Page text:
“… and I just felt it, you know? I just felt strong, and like the warriors I was fighting against were suddenly no match,” Henry narrated. “It took a few moments for me to register what was happening to me in the heat of battle, but I realized I was ascending to the third-tier!”
“And you got cocky because of it,” Alain said with a half-smile.
“Well, I mean, I was feeling good, you know?” Henry said as he sat back on the bench in the restaurant booth. “It was just so… exhilarating!”
“And because of that feeling, you later took on someone who you didn’t have a hope to defeat, and got your ass injured!” Alain continued. “Seriously, though, I get the rush, I truly do, but challenging someone whose power you can’t determine is a quick way to the funeral pyre, you know!”
“I think at this point, I know that better than you do, pal,” Henry said with a hint of sarcasm. “I was the one who made that mistake and paid for it!”
“I’d say the person who never made the mistake in the first place knows more about that than the person who did,” Charles pitched in from across the table.
“Oh, now you’re dogpiling on me?” Henry complained.
“It was an exceedingly stupid thing to do,” Leon said, adding his voice to the chorus decrying Henry’s foolish attempt to fight a fourth-tier Talfar mage. “But I suppose it was hardly unsurprising coming from you…”
“Ooh, that cuts deep,” Henry said with a mocking tone of pain and hurt.
“I’m sure you’ll get over it,” Charles stated. “I mean, you have had your entire life to get used to being not that bright…”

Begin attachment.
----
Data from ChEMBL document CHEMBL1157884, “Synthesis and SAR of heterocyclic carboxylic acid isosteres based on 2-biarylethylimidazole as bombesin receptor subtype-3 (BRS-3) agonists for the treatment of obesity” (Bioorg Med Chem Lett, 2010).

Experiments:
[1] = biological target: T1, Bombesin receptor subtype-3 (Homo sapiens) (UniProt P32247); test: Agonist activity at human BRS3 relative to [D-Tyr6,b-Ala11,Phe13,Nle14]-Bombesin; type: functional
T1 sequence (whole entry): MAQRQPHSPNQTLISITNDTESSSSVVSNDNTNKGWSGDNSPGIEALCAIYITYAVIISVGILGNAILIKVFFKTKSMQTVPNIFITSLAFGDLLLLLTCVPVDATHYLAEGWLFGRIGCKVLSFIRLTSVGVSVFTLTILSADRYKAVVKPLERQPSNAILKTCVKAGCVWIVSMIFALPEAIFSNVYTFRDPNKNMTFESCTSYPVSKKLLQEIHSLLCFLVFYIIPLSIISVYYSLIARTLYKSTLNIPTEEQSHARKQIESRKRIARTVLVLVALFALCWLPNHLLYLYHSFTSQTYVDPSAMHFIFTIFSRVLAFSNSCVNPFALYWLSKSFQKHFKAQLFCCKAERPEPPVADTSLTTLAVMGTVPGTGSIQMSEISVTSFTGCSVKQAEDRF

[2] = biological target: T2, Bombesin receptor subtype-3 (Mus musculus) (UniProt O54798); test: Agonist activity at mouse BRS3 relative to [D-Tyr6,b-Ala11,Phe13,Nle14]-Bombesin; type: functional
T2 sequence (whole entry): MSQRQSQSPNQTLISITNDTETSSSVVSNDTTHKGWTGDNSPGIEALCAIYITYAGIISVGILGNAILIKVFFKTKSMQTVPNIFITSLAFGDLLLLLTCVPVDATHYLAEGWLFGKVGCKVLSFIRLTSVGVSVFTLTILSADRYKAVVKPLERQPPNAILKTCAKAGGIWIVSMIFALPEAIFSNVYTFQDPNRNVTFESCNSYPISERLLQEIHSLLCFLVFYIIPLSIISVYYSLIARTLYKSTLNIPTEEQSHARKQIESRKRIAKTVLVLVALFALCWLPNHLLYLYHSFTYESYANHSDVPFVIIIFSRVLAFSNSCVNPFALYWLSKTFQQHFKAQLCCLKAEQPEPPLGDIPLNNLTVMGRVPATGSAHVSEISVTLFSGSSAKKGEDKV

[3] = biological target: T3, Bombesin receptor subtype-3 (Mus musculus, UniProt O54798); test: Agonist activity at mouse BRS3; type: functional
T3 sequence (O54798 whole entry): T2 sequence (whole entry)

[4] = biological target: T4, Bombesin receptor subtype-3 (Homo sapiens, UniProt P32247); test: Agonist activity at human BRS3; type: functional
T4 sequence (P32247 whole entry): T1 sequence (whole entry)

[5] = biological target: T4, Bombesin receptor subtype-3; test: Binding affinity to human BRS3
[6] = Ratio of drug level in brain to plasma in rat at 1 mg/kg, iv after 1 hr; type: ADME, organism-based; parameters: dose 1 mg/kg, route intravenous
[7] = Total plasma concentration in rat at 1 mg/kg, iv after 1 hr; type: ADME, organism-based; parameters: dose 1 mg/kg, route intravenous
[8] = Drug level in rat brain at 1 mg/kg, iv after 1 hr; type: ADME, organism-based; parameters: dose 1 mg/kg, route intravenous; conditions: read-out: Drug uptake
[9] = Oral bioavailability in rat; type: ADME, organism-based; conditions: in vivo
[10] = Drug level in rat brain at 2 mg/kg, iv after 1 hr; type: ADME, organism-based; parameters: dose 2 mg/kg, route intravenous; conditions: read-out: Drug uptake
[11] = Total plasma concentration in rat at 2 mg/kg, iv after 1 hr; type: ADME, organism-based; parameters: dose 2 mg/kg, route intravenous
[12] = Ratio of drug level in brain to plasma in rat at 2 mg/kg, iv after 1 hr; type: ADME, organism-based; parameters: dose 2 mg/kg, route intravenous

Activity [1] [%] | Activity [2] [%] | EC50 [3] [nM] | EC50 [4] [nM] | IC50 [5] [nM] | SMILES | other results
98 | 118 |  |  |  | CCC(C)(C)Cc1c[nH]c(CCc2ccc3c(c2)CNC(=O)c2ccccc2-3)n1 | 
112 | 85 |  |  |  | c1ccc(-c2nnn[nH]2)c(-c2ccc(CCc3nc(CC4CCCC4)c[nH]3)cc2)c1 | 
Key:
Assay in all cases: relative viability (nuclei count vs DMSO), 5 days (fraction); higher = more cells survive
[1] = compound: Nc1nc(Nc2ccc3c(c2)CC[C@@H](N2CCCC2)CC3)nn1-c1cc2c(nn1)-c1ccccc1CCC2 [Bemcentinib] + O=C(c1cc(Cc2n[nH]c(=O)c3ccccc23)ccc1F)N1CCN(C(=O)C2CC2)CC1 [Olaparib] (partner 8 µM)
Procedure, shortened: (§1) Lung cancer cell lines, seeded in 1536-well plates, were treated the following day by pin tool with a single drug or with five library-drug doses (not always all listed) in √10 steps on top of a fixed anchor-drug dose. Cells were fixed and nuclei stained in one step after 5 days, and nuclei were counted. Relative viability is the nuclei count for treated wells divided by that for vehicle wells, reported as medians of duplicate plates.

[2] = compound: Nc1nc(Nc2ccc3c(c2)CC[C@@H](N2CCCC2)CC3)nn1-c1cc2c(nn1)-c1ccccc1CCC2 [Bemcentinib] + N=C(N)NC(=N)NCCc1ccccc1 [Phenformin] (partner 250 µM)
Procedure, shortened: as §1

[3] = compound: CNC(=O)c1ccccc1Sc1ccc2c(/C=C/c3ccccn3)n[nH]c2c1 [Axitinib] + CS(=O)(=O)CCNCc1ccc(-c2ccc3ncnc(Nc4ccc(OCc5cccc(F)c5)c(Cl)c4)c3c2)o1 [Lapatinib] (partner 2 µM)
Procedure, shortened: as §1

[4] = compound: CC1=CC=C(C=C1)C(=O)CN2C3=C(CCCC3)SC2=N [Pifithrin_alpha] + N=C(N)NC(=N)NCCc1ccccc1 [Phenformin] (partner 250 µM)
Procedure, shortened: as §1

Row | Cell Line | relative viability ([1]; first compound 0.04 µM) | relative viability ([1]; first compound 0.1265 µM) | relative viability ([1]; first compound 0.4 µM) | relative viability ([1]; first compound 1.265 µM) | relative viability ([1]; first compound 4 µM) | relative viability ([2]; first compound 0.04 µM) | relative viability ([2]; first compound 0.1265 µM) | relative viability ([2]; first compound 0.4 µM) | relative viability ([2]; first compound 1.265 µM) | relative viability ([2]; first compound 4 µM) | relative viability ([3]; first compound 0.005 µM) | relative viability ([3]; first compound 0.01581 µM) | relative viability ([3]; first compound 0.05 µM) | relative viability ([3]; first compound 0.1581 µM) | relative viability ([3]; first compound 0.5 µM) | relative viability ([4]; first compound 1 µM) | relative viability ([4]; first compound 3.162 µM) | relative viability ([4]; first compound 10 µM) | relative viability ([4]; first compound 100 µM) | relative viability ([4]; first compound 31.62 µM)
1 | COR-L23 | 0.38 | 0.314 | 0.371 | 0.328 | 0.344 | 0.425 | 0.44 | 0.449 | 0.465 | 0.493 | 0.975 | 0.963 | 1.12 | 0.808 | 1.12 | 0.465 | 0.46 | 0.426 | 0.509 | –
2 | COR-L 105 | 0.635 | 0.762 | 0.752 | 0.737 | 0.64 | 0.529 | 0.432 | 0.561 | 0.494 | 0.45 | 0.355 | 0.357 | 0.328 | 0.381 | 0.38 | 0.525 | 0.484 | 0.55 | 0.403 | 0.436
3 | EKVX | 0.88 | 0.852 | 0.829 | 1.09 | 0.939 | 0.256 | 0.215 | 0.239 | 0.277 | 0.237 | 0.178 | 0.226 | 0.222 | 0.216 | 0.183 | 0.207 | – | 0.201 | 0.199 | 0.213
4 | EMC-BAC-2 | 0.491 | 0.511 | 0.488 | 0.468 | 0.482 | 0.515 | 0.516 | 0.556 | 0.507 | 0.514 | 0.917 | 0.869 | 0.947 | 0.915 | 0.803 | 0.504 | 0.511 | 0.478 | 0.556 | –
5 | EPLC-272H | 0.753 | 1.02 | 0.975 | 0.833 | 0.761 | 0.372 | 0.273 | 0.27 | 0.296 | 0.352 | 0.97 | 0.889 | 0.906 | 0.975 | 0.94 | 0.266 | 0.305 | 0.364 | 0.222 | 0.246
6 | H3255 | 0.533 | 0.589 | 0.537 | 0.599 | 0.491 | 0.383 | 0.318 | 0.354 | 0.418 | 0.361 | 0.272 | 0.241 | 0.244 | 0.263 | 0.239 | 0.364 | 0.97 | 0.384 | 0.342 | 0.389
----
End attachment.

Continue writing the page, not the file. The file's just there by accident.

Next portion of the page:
“All right, well if you think your ascensions were particularly bright, then why don’t you tell us your stories!” Henry retorted in a voice that sounded angry, but the effect was ruined by the huge smile on his face. They were all used to poking fun at each other, and they knew when to stop if the other party got too angry.
“Charles! You’re next!” Leon said.
“I mean, it’s not too different between any of us, I think,” Charles said with a wide smile of pride. He’d ascended to the third-tier during the second assault, only a matter of days after Henry and Alain. “I just fought with everything I had, letting my magic flood through my system, and before the end of the battle, I had ascended.”
“That’s all you’re going to give us?” Henry asked incredulously. “Here I was, telling you all about my ascension in detail, but you’re getting yours done in a single sentence?”
“Brevity is the soul of wit, which is probably why you’re so long-winded,” Charles shot back.
The four friends chuckled amongst themselves, while Anzu quietly slept at Leon’s feet. For her part, Alix had returned to her and Leon’s room to train. Realizing that she was now the only second-tier mage left in their group—even Anzu was third-tier—had spurred her on to train more in order to close that distance.
And Leon honestly did think she was closing that distance, but Charles, Henry, and Alain had their training from the Knight Academy propping up their magical abilities, whereas Alix had only what he and Trajan had taught her in the past year and a half. But her diligent training was seeing that gap closed, even if the others had ascended to the third-tier ahead of her.